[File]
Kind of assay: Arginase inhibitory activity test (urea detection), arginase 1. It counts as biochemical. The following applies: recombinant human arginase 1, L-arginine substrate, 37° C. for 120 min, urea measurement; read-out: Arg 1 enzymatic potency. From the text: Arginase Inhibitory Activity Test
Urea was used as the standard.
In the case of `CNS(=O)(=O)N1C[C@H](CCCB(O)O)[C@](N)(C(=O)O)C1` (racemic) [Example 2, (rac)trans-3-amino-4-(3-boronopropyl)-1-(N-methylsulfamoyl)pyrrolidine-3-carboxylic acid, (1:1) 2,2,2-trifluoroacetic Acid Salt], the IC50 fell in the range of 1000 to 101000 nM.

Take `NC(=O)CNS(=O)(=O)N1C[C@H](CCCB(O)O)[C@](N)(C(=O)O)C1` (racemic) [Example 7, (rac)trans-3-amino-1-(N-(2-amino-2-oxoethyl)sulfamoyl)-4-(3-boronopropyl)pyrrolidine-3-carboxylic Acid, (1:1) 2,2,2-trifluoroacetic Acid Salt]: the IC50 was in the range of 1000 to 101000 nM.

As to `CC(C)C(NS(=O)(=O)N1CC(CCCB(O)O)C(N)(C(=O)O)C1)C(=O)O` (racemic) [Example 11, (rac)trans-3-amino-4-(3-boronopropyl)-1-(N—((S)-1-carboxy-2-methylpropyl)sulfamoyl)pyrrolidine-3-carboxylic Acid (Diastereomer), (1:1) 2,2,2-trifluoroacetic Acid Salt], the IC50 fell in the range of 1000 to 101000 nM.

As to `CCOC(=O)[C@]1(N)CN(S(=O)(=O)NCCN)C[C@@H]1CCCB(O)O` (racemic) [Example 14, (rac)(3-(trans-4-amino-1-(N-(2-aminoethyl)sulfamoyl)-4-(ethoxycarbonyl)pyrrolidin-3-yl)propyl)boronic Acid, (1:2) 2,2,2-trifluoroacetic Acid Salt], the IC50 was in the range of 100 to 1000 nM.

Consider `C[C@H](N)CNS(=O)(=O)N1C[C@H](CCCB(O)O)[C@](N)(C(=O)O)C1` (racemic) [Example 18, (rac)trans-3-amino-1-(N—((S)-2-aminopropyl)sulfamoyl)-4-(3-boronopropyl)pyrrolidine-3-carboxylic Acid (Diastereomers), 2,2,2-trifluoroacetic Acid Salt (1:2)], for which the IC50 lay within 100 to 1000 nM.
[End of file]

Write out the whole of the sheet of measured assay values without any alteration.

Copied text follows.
Kind of assay: Arginase inhibitory activity test (urea detection), arginase 1. It counts as biochemical. The following applies: recombinant human arginase 1, L-arginine substrate, 37° C. for 120 min, urea measurement; read-out: Arg 1 enzymatic potency. From the text: Arginase Inhibitory Activity Test
Urea was used as the standard.
In the case of `CNS(=O)(=O)N1C[C@H](CCCB(O)O)[C@](N)(C(=O)O)C1` (racemic) [Example 2, (rac)trans-3-amino-4-(3-boronopropyl)-1-(N-methylsulfamoyl)pyrrolidine-3-carboxylic acid, (1:1) 2,2,2-trifluoroacetic Acid Salt], the IC50 fell in the range of 1000 to 101000 nM.

Take `NC(=O)CNS(=O)(=O)N1C[C@H](CCCB(O)O)[C@](N)(C(=O)O)C1` (racemic) [Example 7, (rac)trans-3-amino-1-(N-(2-amino-2-oxoethyl)sulfamoyl)-4-(3-boronopropyl)pyrrolidine-3-carboxylic Acid, (1:1) 2,2,2-trifluoroacetic Acid Salt]: the IC50 was in the range of 1000 to 101000 nM.

As to `CC(C)C(NS(=O)(=O)N1CC(CCCB(O)O)C(N)(C(=O)O)C1)C(=O)O` (racemic) [Example 11, (rac)trans-3-amino-4-(3-boronopropyl)-1-(N—((S)-1-carboxy-2-methylpropyl)sulfamoyl)pyrrolidine-3-carboxylic Acid (Diastereomer), (1:1) 2,2,2-trifluoroacetic Acid Salt], the IC50 fell in the range of 1000 to 101000 nM.

As to `CCOC(=O)[C@]1(N)CN(S(=O)(=O)NCCN)C[C@@H]1CCCB(O)O` (racemic) [Example 14, (rac)(3-(trans-4-amino-1-(N-(2-aminoethyl)sulfamoyl)-4-(ethoxycarbonyl)pyrrolidin-3-yl)propyl)boronic Acid, (1:2) 2,2,2-trifluoroacetic Acid Salt], the IC50 was in the range of 100 to 1000 nM.

Consider `C[C@H](N)CNS(=O)(=O)N1C[C@H](CCCB(O)O)[C@](N)(C(=O)O)C1` (racemic) [Example 18, (rac)trans-3-amino-1-(N—((S)-2-aminopropyl)sulfamoyl)-4-(3-boronopropyl)pyrrolidine-3-carboxylic Acid (Diastereomers), 2,2,2-trifluoroacetic Acid Salt (1:2)], for which the IC50 lay within 100 to 1000 nM.